CCUSD reopens classrooms

After months of online learning at home due to the rapid spread of COVID-19 in the state and around the country, most of Cave Creek Unified School District’s students returned to in-person classes Tuesday, September 8.

But not Cactus Shadows High School.

“At this time, we do not have enough staff to safely open and will need to revert to our distance learning model,” Principal Tony Vining said in a September 4 Facebook post.

“I understand that this is not what was expected. However, we determined that with the need for safety to be our utmost concern, it would be impossible to reach those parameters with the current projected staffing.”

Vining posted an update Monday, September 7: “Cactus Shadows will be open for students on Wednesday, September 9. Please make sure your student has a mask. … Students will attend classes in rooms with all available teachers and substitutes. If coverage is not available for a classroom, students will be directed to a safe area for attendance and to complete work assigned by the absent teachers.”

Elementary schools in the district were expected to reopen after a unanimous vote from the CCUSD governing board August 31 to resume in-person classes with social distancing measures. The nearly four-hour meeting had 149 public comments from parents, students, teachers and community members on both sides of the argument.

The governing board’s president, Kathryn Hill, stated that after examining extensive data and seeing a decline in new cases and hospitalizations, she feels the numbers are small enough to make a safe return.

“In knowing that we have concerns about safety for our teachers and our students and our staff, we also have concerns for the educational well-being and mental well-being of our students,” Hill said before voting against a recommendation to delay school reopening.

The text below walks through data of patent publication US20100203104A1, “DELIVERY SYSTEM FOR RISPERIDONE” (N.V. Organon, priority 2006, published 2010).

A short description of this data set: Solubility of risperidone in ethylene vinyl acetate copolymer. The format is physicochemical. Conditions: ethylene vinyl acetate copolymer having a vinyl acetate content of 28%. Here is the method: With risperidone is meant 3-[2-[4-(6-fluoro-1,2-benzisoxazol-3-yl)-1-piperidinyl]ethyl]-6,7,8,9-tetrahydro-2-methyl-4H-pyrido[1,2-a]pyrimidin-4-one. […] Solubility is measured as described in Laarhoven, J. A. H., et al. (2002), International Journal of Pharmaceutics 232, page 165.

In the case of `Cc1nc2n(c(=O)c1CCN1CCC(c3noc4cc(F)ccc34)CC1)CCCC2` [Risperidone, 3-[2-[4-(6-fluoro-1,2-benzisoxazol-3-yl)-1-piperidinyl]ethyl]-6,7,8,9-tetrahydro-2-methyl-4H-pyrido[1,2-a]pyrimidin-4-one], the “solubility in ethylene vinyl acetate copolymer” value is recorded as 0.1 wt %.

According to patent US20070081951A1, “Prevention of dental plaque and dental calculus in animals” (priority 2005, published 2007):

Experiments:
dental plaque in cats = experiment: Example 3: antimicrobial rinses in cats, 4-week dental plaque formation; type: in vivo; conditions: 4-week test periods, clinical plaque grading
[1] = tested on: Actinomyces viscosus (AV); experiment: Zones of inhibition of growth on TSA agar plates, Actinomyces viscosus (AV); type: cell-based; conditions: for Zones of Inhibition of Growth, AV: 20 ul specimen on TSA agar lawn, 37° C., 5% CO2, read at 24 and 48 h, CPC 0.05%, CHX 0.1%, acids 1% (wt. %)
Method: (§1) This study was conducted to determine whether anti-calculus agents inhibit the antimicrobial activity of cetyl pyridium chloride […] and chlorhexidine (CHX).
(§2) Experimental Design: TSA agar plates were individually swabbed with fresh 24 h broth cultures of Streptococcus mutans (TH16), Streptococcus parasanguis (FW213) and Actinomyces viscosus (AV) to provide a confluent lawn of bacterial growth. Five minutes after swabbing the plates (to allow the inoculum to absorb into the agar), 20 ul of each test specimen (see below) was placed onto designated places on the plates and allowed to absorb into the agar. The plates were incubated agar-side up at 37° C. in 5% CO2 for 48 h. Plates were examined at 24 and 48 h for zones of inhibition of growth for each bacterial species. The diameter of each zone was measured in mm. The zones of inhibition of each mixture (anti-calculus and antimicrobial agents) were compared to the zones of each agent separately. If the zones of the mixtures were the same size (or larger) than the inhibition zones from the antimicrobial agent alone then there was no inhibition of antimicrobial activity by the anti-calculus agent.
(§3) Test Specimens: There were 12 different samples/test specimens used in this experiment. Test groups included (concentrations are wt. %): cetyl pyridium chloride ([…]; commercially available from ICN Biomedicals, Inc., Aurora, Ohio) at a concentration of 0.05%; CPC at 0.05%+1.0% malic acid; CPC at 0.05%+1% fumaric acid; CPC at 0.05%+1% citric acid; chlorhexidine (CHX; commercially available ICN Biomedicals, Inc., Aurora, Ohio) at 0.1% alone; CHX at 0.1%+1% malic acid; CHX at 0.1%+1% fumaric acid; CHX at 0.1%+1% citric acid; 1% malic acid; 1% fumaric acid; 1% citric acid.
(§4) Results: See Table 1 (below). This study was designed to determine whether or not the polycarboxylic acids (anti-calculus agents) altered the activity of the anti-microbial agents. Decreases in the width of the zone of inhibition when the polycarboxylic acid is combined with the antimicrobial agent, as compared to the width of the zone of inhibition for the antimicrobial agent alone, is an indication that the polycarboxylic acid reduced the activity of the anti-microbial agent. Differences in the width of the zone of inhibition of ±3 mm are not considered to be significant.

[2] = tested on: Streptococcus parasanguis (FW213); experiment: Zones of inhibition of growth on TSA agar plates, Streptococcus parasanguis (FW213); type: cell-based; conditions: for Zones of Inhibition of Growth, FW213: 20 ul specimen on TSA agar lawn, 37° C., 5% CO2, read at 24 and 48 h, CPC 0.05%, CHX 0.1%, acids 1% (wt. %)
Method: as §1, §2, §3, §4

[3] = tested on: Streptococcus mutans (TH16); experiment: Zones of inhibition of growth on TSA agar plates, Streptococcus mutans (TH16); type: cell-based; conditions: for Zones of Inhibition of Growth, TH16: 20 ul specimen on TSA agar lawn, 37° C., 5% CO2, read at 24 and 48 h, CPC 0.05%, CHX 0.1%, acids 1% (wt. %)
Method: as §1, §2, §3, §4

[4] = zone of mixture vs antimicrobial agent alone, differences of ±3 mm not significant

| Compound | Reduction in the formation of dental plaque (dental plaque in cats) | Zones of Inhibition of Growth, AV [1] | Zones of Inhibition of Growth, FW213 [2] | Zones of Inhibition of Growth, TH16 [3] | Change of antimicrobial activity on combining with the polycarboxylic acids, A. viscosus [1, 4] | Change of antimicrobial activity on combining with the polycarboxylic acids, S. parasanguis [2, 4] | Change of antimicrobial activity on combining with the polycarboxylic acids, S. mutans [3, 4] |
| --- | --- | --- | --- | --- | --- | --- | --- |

For students, the return to in-person classes wasn’t likely the school experience they were used to. Parents, teachers and students are now required to follow a new routine of precaution to prevent the spread of COVID-19.

In the morning before school, parents must evaluate their children for COVID-19 symptoms like vomiting, sore throat and shortness of breath and must also check their temperatures to be sure it is under 100.4 degrees, according to the CCUSD’s 2020-21 school-year plan logistics.

Social distancing is encouraged as much as possible on buses and in school, and not wearing face masks can lead to disciplinary action, the plan states. Other adjustments to school include but aren’t limited to no early drop-offs, no field trips no group restroom breaks; however, restrooms will be sanitized throughout the school day.

Not everyone was happy about the return to in-person classes.

Jennifer Warner, a CCUSD parent, former critical care nurse and current anesthesia provider, said in a comment during the board meeting that while COVID-19 doesn’t pose as big of a threat in children, they can be asymptomatic carriers and spread it rapidly to others around them.

“The virus is unlike any we have dealt with in recent history with potentially life long-lasting effects that are not yet understood,” her comment said. “The virus is going to be present, circulating throughout the world indefinitely and we need to find ways to mitigate its effects by limiting the spread in our community.”

Some other parents against schools reopening brought up the viral photos spreading on social media showing students across the country in crowded hallways without masks or social distancing. Parents warned that it could be even more devastating for students to return to school only to have to be quarantined and forced to go back to online learning after a potential outbreak.